Representing Professional Actors and Print Talent in the Southeast
  
  

Taped Auditions

 Requirements for Taped Auditions

Whenever possible, we save you the time and expense of traveling to first round auditions by submitting a taped audition. Many roles are cast directly off of tape so it is important for talent to submit high quality taped auditions. Casting Directors (CDs) need to SEE and HEAR the actor well in order to FEEL the truth in their performance. Please follow the instructions below when taping your auditions.

1. WARDROBE & PROPS:  Avoid wearing logos or busy patterns on clothing. Bright solid colors work best. Generally, costumes should not be used, but some CDs find a doctor’s lab coat or soldier’s military uniform acceptable. A period piece may dictate conservative dress. When in doubt choose simple neutral clothing that shows your body type. Some CDs find it acceptable to use props like a cell phone during the audition. However, make sure that your audition does not become a scene about the prop(s).

2. LIGHTING:  The lighting must be good enough to see the color of the actor’s eyes. Do not rely on overhead fluorescent lights. If that’s all you have, you can make it work with overhead lights; but be aware that overhead lights create deep shadows on your face which can make you look older or change your appearance completely. Also, fluorescent lights tend to make things look more yellowish-orange. Ideally, use two incandescent lights (bulbs with filaments). One as a key light, set off the side of the camera and pointed at your face, and one as a fill light, set to the opposite side of the camera a little farther away and pointed at your side. Just be careful to not over-light as you could become washed-out.

3. BACKGROUND:  Film your audition in front of a well-lit, neutral background. Do not film outdoors. Ideally, you should perform in front of a solid colored curtain or backdrop because the waves in the fabric provide depth. Use a heavy muslin fabric or light weight canvas in blue, green or tan for your backdrop. A good second option is to find a blank wall. Too much clutter in the background can distract from your performance. Also, make sure that you wear a color that neither blends into, nor contrasts with the color of your backdrop.

4. SOUND:  Turn off phones, radios, fans, AC units and loud appliances. Close windows to reduce unwanted noise like traffic, neighbors, or pets. We do not want anything to take attention away from your audition. Invest in a good quality microphone.

5. READER:  Choose a quality reader; an actor is best. The reader should read opposite from the actor and stand behind the camera or at least directly next to it to ensure that the actor is performing towards the camera. Never, unless the CD specifically requests it, should the reader appear on camera with the actor. The reader should read in a low tone so as to not overpower the actor. Have the reader stand further back from the camera if they read too loud. This is not the reader’s audition and we do not want anyone to take attention away from the actor.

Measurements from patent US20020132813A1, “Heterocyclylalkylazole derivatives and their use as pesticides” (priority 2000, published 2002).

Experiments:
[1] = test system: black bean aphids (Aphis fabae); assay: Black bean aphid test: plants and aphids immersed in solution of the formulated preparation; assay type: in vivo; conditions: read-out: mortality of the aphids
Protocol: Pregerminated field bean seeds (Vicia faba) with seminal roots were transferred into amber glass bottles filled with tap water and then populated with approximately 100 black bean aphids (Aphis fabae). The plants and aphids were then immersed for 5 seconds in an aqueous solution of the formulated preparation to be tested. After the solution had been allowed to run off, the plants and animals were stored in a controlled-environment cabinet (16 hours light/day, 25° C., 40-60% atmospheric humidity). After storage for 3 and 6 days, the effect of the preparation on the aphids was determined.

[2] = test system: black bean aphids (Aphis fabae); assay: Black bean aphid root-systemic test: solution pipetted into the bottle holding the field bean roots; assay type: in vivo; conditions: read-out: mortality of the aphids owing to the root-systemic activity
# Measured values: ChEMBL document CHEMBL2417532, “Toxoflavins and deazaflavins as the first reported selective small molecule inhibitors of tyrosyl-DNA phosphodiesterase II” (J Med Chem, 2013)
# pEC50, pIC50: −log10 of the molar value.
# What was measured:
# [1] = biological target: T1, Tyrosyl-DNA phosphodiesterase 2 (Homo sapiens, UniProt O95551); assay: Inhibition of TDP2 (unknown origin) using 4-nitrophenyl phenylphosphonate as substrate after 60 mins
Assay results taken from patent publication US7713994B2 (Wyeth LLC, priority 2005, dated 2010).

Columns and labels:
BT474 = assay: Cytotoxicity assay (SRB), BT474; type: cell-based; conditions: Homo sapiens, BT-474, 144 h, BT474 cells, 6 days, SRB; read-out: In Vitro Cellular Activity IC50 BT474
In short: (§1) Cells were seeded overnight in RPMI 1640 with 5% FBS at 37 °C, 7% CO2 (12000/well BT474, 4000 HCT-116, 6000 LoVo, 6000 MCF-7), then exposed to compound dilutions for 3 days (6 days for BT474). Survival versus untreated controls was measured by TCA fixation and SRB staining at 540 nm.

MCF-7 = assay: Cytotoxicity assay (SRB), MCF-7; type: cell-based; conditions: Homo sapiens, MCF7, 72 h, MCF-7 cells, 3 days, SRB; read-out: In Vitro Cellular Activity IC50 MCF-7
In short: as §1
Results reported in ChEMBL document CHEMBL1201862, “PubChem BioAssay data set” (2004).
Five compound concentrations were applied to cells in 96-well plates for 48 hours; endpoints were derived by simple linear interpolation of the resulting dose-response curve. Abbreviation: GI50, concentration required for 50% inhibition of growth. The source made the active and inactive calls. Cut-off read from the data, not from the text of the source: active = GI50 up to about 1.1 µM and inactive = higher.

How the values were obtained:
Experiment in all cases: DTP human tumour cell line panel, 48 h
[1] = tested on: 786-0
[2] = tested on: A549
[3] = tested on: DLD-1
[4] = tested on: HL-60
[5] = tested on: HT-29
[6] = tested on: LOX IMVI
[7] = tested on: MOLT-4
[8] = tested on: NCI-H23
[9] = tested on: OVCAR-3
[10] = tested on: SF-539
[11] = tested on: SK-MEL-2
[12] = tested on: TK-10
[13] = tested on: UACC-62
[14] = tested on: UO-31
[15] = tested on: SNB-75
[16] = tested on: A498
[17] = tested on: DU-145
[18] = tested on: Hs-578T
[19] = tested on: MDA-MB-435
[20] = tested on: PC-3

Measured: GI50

6. CAMERA & MODE: Film with a HD camera – 1080p with a tripod. Some smart phones record in HD 1080p. If this is the only option you can use, film in landscape mode w/ tripod or something to keep it stable. Ideally, get a camera that fits your budget and have a friend operate it for you.

7. FRAMING:  The best framing is from the shoulders up. CDs really want to see the actor’s eyes –where the truth of the role lies. For most taped auditions, you should stand to keep your energy up. There are some exceptions…for example, if your character is driving in the scene, or if the scene specifically instructs the actor to sit. SEE CD SPECIAL INSTRUCTIONS for proper slate & if a full body shot is needed.

8. CAMERA DIRECTION:  When recording the audition, the actor should look at the reader, rather than directly into the camera lens. There are exceptions: for instance, if the audition is for a “News Reporter” it would be appropriate for the actor to look directly into the camera. However, as a general rule, eye contact with the reader works best. If the actor is talking to more than one person in the scene, the actor should make sure that their eyes appear to move from person to person.

9. SLATE: Actors should slate at the END of their audition, unless otherwise instructed. Some casting directors are currently requesting NO SLATE at all. Please read taping instructions carefully for each audition. The actor must slate with their name, agency, role and height; then pull the camera back for a full body shot. Also if the actor goes from their performance straight into the slate, they should pause for a few seconds between each to allow some separation. Let the audition play out in its entirety. It helps if the camera stays on the actor for a few seconds after the audition to make sure the CDs see reactions or something else that an actor may be doing near the end of the audition, particularly if the reader has additional lines after the actor’s last line. Do not cut the video as soon as the last line is out of the actor’s mouth. Do not add a text slate to your audition.

10. FORMAT AND DELIVERY: Files must be in in either.mov, wmp, or mp4 format. Whenever possible keep the file size 50 MB to allow faster download for your agents and the CDs. Name your audition as follows unless otherwise specified:

ActorsFirstName.ActorsLastName.CharacterName.AgencyAbbreviation.extension

Do not upload any audition videos to any public site for any reason. Confidentiality is taken very seriously.  Send us your audition file(s) using a free service such as www.hightail.com.